After stumbling near the finish line, Canada and the EU were finally able to sign the Comprehensive Economic and Trade Agreement (CETA) on October 30, 2016. Bill C-30 (the CETA Implementation Act) was tabled the following day, on October 31, 2016.
CETA brings significant changes to Canada’s trademark and patent laws. On the trademark front, the most significant change is the recognition of geographic indications that extend beyond wines and spirits, to cover agricultural products and foods.
Once these changes are in effect, the use and registration of words that are protected as a geographic indicator (GI) will be prohibited. A common example would be Parmigiano Reggiano. There are certain exceptions that will permit the continued use of words like “Feta” and “Asiago”, if they were used for an extended 10 year period.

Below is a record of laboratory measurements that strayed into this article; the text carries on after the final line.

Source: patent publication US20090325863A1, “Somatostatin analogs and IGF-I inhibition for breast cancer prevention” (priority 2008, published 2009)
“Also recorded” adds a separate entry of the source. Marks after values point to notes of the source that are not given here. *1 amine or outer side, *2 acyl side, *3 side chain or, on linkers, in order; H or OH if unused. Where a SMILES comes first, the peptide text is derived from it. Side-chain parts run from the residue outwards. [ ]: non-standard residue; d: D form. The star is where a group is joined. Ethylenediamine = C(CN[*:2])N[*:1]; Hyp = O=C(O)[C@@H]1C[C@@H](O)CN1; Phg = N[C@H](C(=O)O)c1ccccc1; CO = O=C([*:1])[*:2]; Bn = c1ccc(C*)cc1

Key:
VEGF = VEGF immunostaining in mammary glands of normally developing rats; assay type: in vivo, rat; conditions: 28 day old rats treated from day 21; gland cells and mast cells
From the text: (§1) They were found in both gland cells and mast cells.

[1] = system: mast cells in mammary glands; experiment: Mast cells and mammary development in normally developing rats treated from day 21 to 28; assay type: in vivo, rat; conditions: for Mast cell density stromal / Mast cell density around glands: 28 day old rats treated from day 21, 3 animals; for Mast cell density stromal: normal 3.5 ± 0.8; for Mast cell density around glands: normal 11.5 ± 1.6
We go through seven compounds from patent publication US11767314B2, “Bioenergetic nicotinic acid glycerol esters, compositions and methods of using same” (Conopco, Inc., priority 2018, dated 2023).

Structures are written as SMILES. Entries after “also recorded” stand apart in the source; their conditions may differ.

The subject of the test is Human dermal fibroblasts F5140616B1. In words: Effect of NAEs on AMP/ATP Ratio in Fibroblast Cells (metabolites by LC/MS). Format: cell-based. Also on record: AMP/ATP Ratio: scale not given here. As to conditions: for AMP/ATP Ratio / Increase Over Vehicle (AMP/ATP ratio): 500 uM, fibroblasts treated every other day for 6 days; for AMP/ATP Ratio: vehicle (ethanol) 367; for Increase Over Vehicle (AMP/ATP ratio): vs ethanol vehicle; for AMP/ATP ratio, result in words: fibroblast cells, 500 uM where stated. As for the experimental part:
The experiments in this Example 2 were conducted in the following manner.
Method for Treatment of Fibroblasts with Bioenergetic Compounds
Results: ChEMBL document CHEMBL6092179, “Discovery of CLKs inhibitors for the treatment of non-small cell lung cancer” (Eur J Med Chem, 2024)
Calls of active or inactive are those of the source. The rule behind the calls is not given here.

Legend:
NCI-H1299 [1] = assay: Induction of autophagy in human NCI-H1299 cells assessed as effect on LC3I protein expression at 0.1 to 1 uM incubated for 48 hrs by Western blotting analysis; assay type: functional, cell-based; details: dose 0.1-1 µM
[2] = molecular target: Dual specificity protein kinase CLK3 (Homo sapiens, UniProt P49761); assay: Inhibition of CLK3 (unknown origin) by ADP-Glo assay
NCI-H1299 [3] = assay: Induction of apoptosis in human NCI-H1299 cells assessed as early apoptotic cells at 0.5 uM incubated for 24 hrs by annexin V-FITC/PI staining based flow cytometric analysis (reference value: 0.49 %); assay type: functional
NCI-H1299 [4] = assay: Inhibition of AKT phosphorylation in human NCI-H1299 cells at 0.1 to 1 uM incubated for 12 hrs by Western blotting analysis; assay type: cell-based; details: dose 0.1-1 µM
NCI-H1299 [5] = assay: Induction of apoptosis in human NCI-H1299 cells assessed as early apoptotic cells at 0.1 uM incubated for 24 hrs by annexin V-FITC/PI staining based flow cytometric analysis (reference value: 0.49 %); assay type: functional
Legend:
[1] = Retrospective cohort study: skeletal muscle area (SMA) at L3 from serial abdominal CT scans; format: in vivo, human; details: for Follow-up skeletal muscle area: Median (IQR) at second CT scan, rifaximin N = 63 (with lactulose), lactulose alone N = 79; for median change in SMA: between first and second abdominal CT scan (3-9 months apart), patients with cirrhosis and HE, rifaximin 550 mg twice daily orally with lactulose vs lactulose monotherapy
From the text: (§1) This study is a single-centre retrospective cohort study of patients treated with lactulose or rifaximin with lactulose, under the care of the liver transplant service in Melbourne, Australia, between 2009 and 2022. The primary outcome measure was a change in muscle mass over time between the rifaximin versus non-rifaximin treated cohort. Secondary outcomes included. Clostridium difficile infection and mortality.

For further information, please contact Paula Clancy.
The simple and prudent answer is ‘no’. A trademark is not registrable if it is clearly descriptive, or deceptively misdescriptive of the place of origin of the goods associated with the mark.
The Canadian Trademarks Office recently issued a new practice notice clarifying its practice with respect to marks that describe a place of origin. This practice notice was issued in response to the Federal Court of Appeal decision in MC Imports Inc. v. AFOD Ltd. [2016 FCA 60].
For further information, please contact Paula Clancy
The Quebec government introduced amendments to the Charter of the French Language that will come into force on November 24, 2016. As a result, all Quebec businesses will now be required to add French words to their non-French trademarks on all outdoor signage. This means that retailers like WALMART or BEST BUY will now need to include on their signage a French descriptor outlining the nature of the business, or a slogan.
Businesses will have 3 years to comply with respect to existing signage, but the changes apply immediately to all new signage.
For additional information, please contact Paula Clancy.